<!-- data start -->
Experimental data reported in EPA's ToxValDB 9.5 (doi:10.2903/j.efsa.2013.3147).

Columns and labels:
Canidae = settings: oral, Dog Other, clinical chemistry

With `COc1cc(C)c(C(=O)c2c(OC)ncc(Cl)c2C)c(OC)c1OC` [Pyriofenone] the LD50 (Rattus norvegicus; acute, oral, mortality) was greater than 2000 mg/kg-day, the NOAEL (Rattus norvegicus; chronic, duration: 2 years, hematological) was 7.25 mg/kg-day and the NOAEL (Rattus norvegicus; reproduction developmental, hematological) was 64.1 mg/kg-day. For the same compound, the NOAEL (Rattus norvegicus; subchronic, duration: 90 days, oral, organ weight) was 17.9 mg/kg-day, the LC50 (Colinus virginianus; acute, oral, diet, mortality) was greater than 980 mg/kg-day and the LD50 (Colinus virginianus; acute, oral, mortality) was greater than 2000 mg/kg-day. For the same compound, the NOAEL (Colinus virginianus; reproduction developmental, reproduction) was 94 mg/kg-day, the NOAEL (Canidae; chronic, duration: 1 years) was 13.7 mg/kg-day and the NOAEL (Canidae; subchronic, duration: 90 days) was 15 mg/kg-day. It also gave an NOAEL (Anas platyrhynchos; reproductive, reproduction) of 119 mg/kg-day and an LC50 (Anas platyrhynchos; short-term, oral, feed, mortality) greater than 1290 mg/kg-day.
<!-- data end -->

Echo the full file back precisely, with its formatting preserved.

Experimental data reported in EPA's ToxValDB 9.5 (doi:10.2903/j.efsa.2013.3147).

Columns and labels:
Canidae = settings: oral, Dog Other, clinical chemistry

With `COc1cc(C)c(C(=O)c2c(OC)ncc(Cl)c2C)c(OC)c1OC` [Pyriofenone] the LD50 (Rattus norvegicus; acute, oral, mortality) was greater than 2000 mg/kg-day, the NOAEL (Rattus norvegicus; chronic, duration: 2 years, hematological) was 7.25 mg/kg-day and the NOAEL (Rattus norvegicus; reproduction developmental, hematological) was 64.1 mg/kg-day. For the same compound, the NOAEL (Rattus norvegicus; subchronic, duration: 90 days, oral, organ weight) was 17.9 mg/kg-day, the LC50 (Colinus virginianus; acute, oral, diet, mortality) was greater than 980 mg/kg-day and the LD50 (Colinus virginianus; acute, oral, mortality) was greater than 2000 mg/kg-day. For the same compound, the NOAEL (Colinus virginianus; reproduction developmental, reproduction) was 94 mg/kg-day, the NOAEL (Canidae; chronic, duration: 1 years) was 13.7 mg/kg-day and the NOAEL (Canidae; subchronic, duration: 90 days) was 15 mg/kg-day. It also gave an NOAEL (Anas platyrhynchos; reproductive, reproduction) of 119 mg/kg-day and an LC50 (Anas platyrhynchos; short-term, oral, feed, mortality) greater than 1290 mg/kg-day.